BRIEF DESCRIPTION OF THE DRAWINGS

In order that the present invention may be understood, it will now be described by way of example, with reference to the accompanying drawings in which:

FIG. 1 is an exploded perspective view of one embodiment of an electrical apparatus according to the present invention;

FIG. 2 is a front view of a preferred embodiment of a PTC element according to the present invention;

FIG. 3 is a plan view of the electrical apparatus illustrated in FIG. 1;

FIG. 4 is a side view of one embodiment of an electrical assembly according to the present invention;

FIG. 5 is a front view of the electrical assembly illustrated in FIG. 4 with the PTC device inserted between the flexible conductive members;

FIG. 5A is a schematic diagram of an electrical circuit comprising the electrical apparatus illustrated in FIGS. 1, 3 and 5;

FIG. 6 is a perspective view of another embodiment of the electrical apparatus according to the present invention;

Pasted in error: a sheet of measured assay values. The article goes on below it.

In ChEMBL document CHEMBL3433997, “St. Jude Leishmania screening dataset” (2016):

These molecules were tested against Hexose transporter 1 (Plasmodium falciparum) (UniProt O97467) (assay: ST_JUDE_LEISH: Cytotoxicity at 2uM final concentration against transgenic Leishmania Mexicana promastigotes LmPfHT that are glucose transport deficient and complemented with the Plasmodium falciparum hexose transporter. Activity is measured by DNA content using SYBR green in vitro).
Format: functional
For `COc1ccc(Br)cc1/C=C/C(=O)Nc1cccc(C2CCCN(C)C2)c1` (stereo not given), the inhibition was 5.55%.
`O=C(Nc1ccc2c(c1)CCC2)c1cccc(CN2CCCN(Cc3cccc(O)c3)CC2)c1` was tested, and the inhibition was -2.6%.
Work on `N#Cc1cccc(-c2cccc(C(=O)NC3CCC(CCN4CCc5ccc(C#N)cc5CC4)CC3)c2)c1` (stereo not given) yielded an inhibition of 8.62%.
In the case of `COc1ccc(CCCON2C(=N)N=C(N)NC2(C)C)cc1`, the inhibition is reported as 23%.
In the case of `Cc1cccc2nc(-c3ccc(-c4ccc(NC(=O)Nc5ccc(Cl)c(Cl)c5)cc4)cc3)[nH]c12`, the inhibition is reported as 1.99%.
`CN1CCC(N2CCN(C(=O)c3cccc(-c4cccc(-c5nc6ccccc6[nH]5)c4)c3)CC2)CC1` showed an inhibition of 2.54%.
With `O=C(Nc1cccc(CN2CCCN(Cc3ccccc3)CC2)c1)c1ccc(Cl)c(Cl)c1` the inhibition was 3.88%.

FIG. 6A is a schematic diagram of an electrical circuit comprising the electrical apparatus illustrated in FIG. 6;

FIG. 7 is a perspective view of a third embodiment of the electrical apparatus according to the present invention;

FIG. 7A is a schematic diagram of an electrical circuit comprising the electrical apparatus illustrated in FIG. 7;

FIG. 8 is a perspective view of a fourth embodiment of the electrical apparatus according to the present invention;

FIG. 8A is a schematic diagram of an electrical circuit comprising the electrical apparatus illustrated in FIG. 8;

FIG. 9 is a cross-sectional view taken of the apparatus illustrated in FIG. 3 with non-conductive layers applied to the outer surfaces of the terminals;

FIG. 10 is an exploded perspective view of another embodiment of an electrical apparatus according to the present invention;